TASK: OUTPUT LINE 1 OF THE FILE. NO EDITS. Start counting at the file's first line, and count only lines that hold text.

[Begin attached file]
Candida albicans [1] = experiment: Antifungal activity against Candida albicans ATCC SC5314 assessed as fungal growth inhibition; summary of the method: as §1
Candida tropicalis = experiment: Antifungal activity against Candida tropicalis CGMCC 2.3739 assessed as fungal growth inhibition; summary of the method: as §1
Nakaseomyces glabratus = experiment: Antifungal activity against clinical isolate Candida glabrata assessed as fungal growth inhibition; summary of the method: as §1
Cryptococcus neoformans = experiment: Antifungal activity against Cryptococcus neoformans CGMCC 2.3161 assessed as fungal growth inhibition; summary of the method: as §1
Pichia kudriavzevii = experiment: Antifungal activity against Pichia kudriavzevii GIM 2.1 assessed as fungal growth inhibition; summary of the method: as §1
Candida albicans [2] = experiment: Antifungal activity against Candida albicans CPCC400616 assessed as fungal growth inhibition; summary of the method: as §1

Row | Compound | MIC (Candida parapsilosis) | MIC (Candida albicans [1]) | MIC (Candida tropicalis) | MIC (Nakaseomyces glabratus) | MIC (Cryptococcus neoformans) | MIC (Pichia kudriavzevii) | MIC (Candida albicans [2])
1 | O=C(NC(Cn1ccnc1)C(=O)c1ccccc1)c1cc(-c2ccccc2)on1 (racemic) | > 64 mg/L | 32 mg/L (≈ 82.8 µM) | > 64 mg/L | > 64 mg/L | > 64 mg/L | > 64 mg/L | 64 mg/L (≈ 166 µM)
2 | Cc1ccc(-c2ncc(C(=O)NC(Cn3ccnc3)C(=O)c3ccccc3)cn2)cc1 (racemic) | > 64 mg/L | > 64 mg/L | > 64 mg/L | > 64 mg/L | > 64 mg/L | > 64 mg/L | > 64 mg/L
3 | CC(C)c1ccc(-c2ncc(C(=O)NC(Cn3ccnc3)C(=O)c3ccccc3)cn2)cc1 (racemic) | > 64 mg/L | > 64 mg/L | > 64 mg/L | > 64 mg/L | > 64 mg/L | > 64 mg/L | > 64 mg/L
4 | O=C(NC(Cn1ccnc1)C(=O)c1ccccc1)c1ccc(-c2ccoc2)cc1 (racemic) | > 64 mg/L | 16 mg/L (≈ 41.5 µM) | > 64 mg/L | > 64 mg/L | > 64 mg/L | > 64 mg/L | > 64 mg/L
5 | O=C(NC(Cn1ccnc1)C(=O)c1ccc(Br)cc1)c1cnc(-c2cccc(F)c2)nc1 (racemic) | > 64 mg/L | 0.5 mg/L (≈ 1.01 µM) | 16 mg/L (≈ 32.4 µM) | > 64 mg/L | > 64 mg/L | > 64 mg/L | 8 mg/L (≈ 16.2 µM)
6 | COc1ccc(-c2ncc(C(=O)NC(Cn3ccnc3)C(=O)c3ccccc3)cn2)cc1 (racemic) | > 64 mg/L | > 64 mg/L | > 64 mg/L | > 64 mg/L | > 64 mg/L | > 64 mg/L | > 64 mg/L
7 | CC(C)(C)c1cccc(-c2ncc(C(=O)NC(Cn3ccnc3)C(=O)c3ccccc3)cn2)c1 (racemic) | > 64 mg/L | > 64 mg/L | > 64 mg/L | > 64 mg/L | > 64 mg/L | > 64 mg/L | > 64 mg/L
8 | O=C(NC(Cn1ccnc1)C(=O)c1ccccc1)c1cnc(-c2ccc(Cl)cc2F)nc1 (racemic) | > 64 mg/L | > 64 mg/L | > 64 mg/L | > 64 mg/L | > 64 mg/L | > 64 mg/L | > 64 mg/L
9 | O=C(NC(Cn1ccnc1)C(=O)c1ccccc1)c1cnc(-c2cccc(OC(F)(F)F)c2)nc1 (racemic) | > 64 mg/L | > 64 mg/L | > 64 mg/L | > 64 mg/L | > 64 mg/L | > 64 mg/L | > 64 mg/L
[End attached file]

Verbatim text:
Candida albicans [1] = experiment: Antifungal activity against Candida albicans ATCC SC5314 assessed as fungal growth inhibition; summary of the method: as §1